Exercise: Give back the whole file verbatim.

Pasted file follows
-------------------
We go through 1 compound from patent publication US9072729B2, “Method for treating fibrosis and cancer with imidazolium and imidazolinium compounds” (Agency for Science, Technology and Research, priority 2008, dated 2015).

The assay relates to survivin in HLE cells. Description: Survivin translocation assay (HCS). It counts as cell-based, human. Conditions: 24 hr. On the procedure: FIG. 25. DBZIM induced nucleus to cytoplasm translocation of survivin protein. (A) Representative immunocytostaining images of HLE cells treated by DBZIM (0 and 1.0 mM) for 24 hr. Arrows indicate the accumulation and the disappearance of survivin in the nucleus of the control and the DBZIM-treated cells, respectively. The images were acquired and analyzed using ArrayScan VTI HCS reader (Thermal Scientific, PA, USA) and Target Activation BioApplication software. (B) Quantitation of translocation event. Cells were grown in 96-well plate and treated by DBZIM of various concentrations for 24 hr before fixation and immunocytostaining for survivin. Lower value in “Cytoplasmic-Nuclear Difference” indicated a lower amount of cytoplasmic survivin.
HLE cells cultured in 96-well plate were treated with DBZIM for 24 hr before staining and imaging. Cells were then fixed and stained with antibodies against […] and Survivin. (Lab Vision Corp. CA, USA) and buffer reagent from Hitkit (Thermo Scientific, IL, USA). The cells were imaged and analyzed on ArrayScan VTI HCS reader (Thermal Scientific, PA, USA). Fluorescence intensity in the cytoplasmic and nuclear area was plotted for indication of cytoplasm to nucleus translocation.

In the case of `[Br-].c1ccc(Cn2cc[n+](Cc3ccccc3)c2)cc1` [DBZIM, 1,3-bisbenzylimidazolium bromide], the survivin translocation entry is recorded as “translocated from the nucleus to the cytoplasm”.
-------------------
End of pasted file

We go through 1 compound from patent publication US9072729B2, “Method for treating fibrosis and cancer with imidazolium and imidazolinium compounds” (Agency for Science, Technology and Research, priority 2008, dated 2015).

The assay relates to survivin in HLE cells. Description: Survivin translocation assay (HCS). It counts as cell-based, human. Conditions: 24 hr. On the procedure: FIG. 25. DBZIM induced nucleus to cytoplasm translocation of survivin protein. (A) Representative immunocytostaining images of HLE cells treated by DBZIM (0 and 1.0 mM) for 24 hr. Arrows indicate the accumulation and the disappearance of survivin in the nucleus of the control and the DBZIM-treated cells, respectively. The images were acquired and analyzed using ArrayScan VTI HCS reader (Thermal Scientific, PA, USA) and Target Activation BioApplication software. (B) Quantitation of translocation event. Cells were grown in 96-well plate and treated by DBZIM of various concentrations for 24 hr before fixation and immunocytostaining for survivin. Lower value in “Cytoplasmic-Nuclear Difference” indicated a lower amount of cytoplasmic survivin.
HLE cells cultured in 96-well plate were treated with DBZIM for 24 hr before staining and imaging. Cells were then fixed and stained with antibodies against […] and Survivin. (Lab Vision Corp. CA, USA) and buffer reagent from Hitkit (Thermo Scientific, IL, USA). The cells were imaged and analyzed on ArrayScan VTI HCS reader (Thermal Scientific, PA, USA). Fluorescence intensity in the cytoplasmic and nuclear area was plotted for indication of cytoplasm to nucleus translocation.

In the case of `[Br-].c1ccc(Cn2cc[n+](Cc3ccccc3)c2)cc1` [DBZIM, 1,3-bisbenzylimidazolium bromide], the survivin translocation entry is recorded as “translocated from the nucleus to the cytoplasm”.